in Aerospace

EasyJet partners with CAeS on developing zero-emission aircraft

Posted 10 January 2022

Today easyJet announced it is working with Cranfield Aerospace Solutions (CAeS) to support the development of its hydrogen fuel cell propulsion system for commercial aircraft, as part of the airline’s ambition to de-carbonise aviation.

Image courtesy CAeS

Cranfield Aerospace Solutions is developing its hydrogen fuel cell propulsion system for an existing nine-seat Britten-Norman Islander aircraft, which is planned to be flying by 2023, and is now working with easyJet to understand how the adoption of zero-carbon technologies could integrate with an airline operations for future introduction of the technology.

EasyJet will support Cranfield Aerospace Solutions on the project, providing an airline operator's perspective on the development of hydrogen propulsion and internal expertise, to assist in the development of this technology for commercial aviation.

David Morgan, Director of Flight Operations, easyJet, said: “EasyJet remains absolutely committed to sustainable flying and a towards a future with zero-emission flying.  We know that technology is a key driver to achieve our decarbonisation targets with hydrogen propulsion a frontrunner for short-haul airlines like easyJet. We are dedicated to working with industry leading partners to support the development of these promising new technologies and we look forward collaborating with Cranfield Aerospace Solutions to support bringing this technology to maturity as early as possible.”

Paul Hutton, Chief Executive Officer, CAeS, said: “CAeS is committed to ensuring the wide-spread adoption of zero-emissions aircraft and for this to succeed, the solutions must be commercially viable. We are delighted to be working with easyJet which, as Europe’s leading airline, is ideally placed to help shape our development with the end user in mind. Our 9-seat hydrogen fuel cell powered B-N Islander development is a vital first step in our journey to design and manufacture larger, longer range, regional aircraft between 19 and 100 seats. To have easyJet come with us on this journey is a great example of how organisations large and small must come together to secure the future of our industry and the planet.”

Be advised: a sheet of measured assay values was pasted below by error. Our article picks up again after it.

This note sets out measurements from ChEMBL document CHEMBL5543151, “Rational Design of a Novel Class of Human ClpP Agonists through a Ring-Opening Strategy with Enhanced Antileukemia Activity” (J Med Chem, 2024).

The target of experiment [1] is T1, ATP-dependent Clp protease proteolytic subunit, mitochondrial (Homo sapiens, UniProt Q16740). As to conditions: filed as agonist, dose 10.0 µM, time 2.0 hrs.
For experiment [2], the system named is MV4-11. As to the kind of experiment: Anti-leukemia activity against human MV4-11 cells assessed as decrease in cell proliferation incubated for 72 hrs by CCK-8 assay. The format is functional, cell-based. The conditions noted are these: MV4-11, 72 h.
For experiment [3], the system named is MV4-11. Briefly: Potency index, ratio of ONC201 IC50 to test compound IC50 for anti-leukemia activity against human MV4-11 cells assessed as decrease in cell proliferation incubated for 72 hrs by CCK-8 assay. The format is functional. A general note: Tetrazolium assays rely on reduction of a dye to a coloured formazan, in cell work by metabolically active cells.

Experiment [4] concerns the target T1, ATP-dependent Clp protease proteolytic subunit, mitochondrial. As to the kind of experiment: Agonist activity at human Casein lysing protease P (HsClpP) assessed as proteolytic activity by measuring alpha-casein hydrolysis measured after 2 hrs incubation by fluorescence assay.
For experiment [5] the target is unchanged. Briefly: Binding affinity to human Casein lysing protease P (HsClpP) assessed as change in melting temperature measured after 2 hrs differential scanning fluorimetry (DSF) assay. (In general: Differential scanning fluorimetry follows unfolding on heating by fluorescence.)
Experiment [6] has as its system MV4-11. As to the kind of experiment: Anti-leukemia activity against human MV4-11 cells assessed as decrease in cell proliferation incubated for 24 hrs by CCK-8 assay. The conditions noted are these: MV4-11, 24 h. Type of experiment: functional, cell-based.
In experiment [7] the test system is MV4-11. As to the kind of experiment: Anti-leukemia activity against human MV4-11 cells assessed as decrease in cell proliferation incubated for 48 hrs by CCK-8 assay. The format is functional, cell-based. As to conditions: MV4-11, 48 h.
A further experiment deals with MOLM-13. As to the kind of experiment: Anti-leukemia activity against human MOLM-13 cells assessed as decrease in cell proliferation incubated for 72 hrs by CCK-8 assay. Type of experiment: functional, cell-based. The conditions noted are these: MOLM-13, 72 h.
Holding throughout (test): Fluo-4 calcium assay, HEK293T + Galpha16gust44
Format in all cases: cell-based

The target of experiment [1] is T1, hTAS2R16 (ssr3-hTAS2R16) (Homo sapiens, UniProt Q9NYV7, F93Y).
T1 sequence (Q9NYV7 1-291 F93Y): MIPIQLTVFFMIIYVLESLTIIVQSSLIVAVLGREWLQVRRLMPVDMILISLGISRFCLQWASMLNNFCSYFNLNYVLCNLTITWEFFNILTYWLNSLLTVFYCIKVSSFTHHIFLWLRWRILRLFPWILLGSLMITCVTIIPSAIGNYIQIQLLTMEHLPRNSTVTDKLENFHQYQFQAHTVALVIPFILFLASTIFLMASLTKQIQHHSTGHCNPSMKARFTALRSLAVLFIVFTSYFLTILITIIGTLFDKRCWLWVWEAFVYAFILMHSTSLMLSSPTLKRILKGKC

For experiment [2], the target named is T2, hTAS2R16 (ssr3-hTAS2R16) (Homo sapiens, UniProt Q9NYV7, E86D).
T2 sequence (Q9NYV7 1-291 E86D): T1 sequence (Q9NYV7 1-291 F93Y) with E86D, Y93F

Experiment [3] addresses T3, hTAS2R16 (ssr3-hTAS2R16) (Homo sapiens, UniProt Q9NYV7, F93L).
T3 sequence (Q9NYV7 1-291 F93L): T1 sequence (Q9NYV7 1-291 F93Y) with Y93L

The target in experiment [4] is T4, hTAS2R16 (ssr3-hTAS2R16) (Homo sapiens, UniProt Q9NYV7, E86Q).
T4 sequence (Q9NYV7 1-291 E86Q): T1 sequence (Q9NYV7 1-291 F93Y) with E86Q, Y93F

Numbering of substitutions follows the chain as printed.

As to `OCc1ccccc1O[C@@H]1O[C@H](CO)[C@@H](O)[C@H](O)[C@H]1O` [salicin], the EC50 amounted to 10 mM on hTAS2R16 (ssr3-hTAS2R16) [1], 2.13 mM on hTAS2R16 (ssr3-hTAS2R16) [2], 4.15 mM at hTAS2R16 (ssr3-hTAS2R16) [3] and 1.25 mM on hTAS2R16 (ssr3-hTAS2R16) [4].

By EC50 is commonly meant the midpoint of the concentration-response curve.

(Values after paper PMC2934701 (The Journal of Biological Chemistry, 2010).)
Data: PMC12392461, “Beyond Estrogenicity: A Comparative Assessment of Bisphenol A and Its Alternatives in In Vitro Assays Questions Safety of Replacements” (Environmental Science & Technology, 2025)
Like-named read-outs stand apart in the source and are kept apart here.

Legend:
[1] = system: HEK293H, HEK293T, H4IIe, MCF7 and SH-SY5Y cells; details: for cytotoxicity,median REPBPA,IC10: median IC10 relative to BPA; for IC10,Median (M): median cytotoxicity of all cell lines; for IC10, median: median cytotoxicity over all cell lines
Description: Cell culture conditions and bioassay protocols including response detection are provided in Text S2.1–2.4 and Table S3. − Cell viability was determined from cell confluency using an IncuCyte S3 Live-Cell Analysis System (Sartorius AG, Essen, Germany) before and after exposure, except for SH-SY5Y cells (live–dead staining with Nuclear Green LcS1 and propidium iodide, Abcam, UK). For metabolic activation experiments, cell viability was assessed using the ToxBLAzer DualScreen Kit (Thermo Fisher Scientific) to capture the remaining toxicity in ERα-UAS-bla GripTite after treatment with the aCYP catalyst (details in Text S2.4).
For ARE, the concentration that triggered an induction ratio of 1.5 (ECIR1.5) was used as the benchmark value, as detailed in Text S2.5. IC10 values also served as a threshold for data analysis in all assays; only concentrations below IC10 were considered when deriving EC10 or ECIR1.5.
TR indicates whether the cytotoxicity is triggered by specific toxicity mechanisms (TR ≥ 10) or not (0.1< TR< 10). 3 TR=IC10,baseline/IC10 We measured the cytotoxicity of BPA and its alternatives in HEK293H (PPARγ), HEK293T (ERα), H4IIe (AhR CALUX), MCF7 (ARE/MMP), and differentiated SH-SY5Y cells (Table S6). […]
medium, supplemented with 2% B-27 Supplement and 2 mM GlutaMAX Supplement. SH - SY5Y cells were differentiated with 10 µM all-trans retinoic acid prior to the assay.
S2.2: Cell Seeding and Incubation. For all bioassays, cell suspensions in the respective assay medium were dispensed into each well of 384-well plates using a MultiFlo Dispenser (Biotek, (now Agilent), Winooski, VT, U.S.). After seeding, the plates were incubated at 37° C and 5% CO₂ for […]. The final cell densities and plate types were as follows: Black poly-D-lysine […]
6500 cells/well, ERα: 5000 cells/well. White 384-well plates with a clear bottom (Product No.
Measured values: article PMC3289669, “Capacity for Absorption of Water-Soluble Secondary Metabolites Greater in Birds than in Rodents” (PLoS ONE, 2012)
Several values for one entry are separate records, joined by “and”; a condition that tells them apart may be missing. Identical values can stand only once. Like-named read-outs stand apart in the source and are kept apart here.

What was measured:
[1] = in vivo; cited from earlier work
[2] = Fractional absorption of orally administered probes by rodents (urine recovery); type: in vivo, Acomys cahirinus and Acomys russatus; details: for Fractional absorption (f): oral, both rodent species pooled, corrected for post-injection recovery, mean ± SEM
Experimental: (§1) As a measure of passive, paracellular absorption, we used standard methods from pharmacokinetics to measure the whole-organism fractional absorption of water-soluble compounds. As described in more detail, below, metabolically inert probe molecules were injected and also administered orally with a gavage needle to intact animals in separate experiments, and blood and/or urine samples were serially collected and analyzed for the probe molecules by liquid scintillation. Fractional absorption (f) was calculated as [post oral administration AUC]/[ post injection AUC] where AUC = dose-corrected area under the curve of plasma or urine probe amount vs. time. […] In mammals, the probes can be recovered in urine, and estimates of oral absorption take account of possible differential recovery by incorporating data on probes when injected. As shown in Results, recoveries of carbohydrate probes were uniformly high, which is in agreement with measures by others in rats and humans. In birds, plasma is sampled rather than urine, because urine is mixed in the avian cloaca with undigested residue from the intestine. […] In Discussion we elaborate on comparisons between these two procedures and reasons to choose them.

Championing the development of a zero-emission aircraft to de-carbonise aviation has long been a focus for easyJet and the airline is working with partners across the industry like Cranfield, as well as Airbus, Rolls-Royce and Wright Electric, to accelerate the development of zero-emission technologies and supporting infrastructure. The airline is optimistic that it could begin flying customers on planes powered by hydrogen-combustion, hydrogen-electric or a hybrid of both by the mid to late-2030s.

In November, the airline announced that it has joined Race to Zero, a global UN-backed campaign to achieve net-zero carbon emissions by 2050 at the latest. In joining Race to Zero, the airline is committing to set an interim science-based target for 2035 as well as to reach net-zero carbon emissions by 2050, of which technology for zero-emissions flying will play an important part.

In 2019, it became the first major airline worldwide to offset the carbon emissions from the fuel used for all its flights, and currently remains the only major airline in Europe to do so. This comes at no additional cost to its customers and the airline only supports projects that are certified by either Gold Standard or Verified Carbon Standard. This is an interim measure while new technologies are developed.

Beyond carbon, easyJet is focusing on reducing plastic – more than 36 million single-use plastic items were eliminated – as well as reducing waste within its wider operations and the supply chain. The airline recently introduced new crew uniforms made from recycled plastic bottles. With 45 bottles in each uniform this has the potential to prevent 2.7 million plastic bottles from ending up in landfill or in oceans over the next five years.

 

 

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